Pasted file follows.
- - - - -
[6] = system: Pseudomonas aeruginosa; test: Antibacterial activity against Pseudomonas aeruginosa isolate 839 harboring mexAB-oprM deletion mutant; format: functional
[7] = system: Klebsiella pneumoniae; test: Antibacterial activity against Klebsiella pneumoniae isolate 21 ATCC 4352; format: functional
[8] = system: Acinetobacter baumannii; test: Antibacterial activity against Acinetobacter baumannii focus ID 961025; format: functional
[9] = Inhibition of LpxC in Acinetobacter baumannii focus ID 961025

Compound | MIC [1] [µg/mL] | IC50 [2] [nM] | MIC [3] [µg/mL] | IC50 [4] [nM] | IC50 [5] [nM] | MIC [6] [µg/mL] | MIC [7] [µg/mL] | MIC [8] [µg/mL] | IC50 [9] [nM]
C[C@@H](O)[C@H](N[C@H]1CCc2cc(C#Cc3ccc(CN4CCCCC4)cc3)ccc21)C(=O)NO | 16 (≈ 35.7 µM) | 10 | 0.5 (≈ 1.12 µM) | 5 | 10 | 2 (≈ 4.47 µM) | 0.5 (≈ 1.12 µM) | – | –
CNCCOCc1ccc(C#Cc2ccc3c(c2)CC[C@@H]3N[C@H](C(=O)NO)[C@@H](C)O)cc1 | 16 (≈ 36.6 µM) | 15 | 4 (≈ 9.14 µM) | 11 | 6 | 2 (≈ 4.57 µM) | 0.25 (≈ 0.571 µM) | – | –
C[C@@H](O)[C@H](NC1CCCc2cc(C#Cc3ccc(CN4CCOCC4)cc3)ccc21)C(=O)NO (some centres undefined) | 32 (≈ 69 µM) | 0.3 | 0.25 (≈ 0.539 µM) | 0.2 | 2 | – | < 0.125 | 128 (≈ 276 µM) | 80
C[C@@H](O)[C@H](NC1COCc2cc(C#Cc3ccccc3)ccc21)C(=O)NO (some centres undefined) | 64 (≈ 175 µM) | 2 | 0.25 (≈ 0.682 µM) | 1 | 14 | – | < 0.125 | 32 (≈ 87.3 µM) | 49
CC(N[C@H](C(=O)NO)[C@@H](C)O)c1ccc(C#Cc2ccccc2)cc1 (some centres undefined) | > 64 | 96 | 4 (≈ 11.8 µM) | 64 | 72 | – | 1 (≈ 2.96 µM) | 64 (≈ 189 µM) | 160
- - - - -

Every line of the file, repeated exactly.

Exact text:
[6] = system: Pseudomonas aeruginosa; test: Antibacterial activity against Pseudomonas aeruginosa isolate 839 harboring mexAB-oprM deletion mutant; format: functional
[7] = system: Klebsiella pneumoniae; test: Antibacterial activity against Klebsiella pneumoniae isolate 21 ATCC 4352; format: functional
[8] = system: Acinetobacter baumannii; test: Antibacterial activity against Acinetobacter baumannii focus ID 961025; format: functional
[9] = Inhibition of LpxC in Acinetobacter baumannii focus ID 961025

Compound | MIC [1] [µg/mL] | IC50 [2] [nM] | MIC [3] [µg/mL] | IC50 [4] [nM] | IC50 [5] [nM] | MIC [6] [µg/mL] | MIC [7] [µg/mL] | MIC [8] [µg/mL] | IC50 [9] [nM]
C[C@@H](O)[C@H](N[C@H]1CCc2cc(C#Cc3ccc(CN4CCCCC4)cc3)ccc21)C(=O)NO | 16 (≈ 35.7 µM) | 10 | 0.5 (≈ 1.12 µM) | 5 | 10 | 2 (≈ 4.47 µM) | 0.5 (≈ 1.12 µM) | – | –
CNCCOCc1ccc(C#Cc2ccc3c(c2)CC[C@@H]3N[C@H](C(=O)NO)[C@@H](C)O)cc1 | 16 (≈ 36.6 µM) | 15 | 4 (≈ 9.14 µM) | 11 | 6 | 2 (≈ 4.57 µM) | 0.25 (≈ 0.571 µM) | – | –
C[C@@H](O)[C@H](NC1CCCc2cc(C#Cc3ccc(CN4CCOCC4)cc3)ccc21)C(=O)NO (some centres undefined) | 32 (≈ 69 µM) | 0.3 | 0.25 (≈ 0.539 µM) | 0.2 | 2 | – | < 0.125 | 128 (≈ 276 µM) | 80
C[C@@H](O)[C@H](NC1COCc2cc(C#Cc3ccccc3)ccc21)C(=O)NO (some centres undefined) | 64 (≈ 175 µM) | 2 | 0.25 (≈ 0.682 µM) | 1 | 14 | – | < 0.125 | 32 (≈ 87.3 µM) | 49
CC(N[C@H](C(=O)NO)[C@@H](C)O)c1ccc(C#Cc2ccccc2)cc1 (some centres undefined) | > 64 | 96 | 4 (≈ 11.8 µM) | 64 | 72 | – | 1 (≈ 2.96 µM) | 64 (≈ 189 µM) | 160